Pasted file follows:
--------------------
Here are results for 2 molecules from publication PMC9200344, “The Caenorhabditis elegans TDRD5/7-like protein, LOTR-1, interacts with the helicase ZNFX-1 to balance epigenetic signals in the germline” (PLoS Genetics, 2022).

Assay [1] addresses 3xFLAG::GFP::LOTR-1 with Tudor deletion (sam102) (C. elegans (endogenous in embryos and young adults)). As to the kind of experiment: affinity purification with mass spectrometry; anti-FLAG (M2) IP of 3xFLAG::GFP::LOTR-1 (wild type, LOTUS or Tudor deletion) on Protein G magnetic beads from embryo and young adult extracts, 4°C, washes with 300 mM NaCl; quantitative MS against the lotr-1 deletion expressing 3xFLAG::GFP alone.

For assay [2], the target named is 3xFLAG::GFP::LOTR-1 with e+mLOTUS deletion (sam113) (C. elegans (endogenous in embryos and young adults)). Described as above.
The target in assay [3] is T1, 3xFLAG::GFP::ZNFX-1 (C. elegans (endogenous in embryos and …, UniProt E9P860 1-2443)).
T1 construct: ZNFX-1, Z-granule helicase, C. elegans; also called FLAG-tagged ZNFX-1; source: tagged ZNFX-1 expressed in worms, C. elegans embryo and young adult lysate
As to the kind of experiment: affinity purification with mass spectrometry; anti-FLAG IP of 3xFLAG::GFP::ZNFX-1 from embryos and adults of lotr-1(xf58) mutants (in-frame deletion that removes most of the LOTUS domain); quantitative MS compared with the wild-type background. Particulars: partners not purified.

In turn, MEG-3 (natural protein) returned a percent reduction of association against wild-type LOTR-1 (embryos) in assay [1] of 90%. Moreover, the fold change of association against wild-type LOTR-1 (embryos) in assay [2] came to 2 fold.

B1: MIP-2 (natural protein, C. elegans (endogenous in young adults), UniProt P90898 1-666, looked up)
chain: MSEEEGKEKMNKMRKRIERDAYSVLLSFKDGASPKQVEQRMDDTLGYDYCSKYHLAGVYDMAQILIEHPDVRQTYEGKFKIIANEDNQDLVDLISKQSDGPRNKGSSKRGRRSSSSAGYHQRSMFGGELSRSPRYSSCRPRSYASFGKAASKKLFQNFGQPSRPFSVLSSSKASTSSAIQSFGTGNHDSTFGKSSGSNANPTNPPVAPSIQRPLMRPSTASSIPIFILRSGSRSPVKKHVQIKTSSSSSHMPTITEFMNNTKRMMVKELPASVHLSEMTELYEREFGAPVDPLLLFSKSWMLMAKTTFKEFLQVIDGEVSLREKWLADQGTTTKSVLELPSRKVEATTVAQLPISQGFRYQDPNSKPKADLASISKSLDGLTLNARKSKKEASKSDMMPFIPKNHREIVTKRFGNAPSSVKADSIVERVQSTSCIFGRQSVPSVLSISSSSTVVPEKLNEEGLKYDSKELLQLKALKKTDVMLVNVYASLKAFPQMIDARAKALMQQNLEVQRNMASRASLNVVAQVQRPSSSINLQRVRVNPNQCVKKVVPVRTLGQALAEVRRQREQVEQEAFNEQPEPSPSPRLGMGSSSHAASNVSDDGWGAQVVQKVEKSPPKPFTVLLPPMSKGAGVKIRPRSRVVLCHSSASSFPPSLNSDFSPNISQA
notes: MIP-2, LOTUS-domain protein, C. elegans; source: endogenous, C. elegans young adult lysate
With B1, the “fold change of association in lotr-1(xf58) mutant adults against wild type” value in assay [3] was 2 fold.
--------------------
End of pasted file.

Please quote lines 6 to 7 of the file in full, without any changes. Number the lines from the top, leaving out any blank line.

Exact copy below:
As to the kind of experiment: affinity purification with mass spectrometry; anti-FLAG IP of 3xFLAG::GFP::ZNFX-1 from embryos and adults of lotr-1(xf58) mutants (in-frame deletion that removes most of the LOTUS domain); quantitative MS compared with the wild-type background. Particulars: partners not purified.

In turn, MEG-3 (natural protein) returned a percent reduction of association against wild-type LOTR-1 (embryos) in assay [1] of 90%. Moreover, the fold change of association against wild-type LOTR-1 (embryos) in assay [2] came to 2 fold.